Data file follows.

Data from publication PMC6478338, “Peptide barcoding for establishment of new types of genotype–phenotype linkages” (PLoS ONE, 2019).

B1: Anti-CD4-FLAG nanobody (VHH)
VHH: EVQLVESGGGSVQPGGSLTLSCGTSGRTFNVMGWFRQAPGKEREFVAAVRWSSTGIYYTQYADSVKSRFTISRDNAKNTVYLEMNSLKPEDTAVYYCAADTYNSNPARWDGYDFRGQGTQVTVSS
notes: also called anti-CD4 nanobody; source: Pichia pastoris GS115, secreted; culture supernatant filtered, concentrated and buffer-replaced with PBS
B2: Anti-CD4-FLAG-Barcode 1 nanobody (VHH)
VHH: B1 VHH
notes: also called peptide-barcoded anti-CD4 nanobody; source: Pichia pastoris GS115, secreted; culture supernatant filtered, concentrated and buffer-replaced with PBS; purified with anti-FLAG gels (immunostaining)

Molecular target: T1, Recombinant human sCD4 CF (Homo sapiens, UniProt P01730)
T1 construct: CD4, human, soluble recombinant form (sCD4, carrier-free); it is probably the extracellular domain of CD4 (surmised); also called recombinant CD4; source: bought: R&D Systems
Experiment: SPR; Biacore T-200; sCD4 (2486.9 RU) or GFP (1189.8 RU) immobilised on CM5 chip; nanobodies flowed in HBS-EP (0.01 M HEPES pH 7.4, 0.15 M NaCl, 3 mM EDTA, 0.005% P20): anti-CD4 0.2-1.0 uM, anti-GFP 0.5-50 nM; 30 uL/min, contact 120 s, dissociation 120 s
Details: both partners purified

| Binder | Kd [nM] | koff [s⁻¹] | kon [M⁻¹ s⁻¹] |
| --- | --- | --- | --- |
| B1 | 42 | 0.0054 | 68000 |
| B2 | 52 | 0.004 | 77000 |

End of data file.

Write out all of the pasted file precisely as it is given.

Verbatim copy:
Data from publication PMC6478338, “Peptide barcoding for establishment of new types of genotype–phenotype linkages” (PLoS ONE, 2019).

B1: Anti-CD4-FLAG nanobody (VHH)
VHH: EVQLVESGGGSVQPGGSLTLSCGTSGRTFNVMGWFRQAPGKEREFVAAVRWSSTGIYYTQYADSVKSRFTISRDNAKNTVYLEMNSLKPEDTAVYYCAADTYNSNPARWDGYDFRGQGTQVTVSS
notes: also called anti-CD4 nanobody; source: Pichia pastoris GS115, secreted; culture supernatant filtered, concentrated and buffer-replaced with PBS
B2: Anti-CD4-FLAG-Barcode 1 nanobody (VHH)
VHH: B1 VHH
notes: also called peptide-barcoded anti-CD4 nanobody; source: Pichia pastoris GS115, secreted; culture supernatant filtered, concentrated and buffer-replaced with PBS; purified with anti-FLAG gels (immunostaining)

Molecular target: T1, Recombinant human sCD4 CF (Homo sapiens, UniProt P01730)
T1 construct: CD4, human, soluble recombinant form (sCD4, carrier-free); it is probably the extracellular domain of CD4 (surmised); also called recombinant CD4; source: bought: R&D Systems
Experiment: SPR; Biacore T-200; sCD4 (2486.9 RU) or GFP (1189.8 RU) immobilised on CM5 chip; nanobodies flowed in HBS-EP (0.01 M HEPES pH 7.4, 0.15 M NaCl, 3 mM EDTA, 0.005% P20): anti-CD4 0.2-1.0 uM, anti-GFP 0.5-50 nM; 30 uL/min, contact 120 s, dissociation 120 s
Details: both partners purified

| Binder | Kd [nM] | koff [s⁻¹] | kon [M⁻¹ s⁻¹] |
| --- | --- | --- | --- |
| B1 | 42 | 0.0054 | 68000 |
| B2 | 52 | 0.004 | 77000 |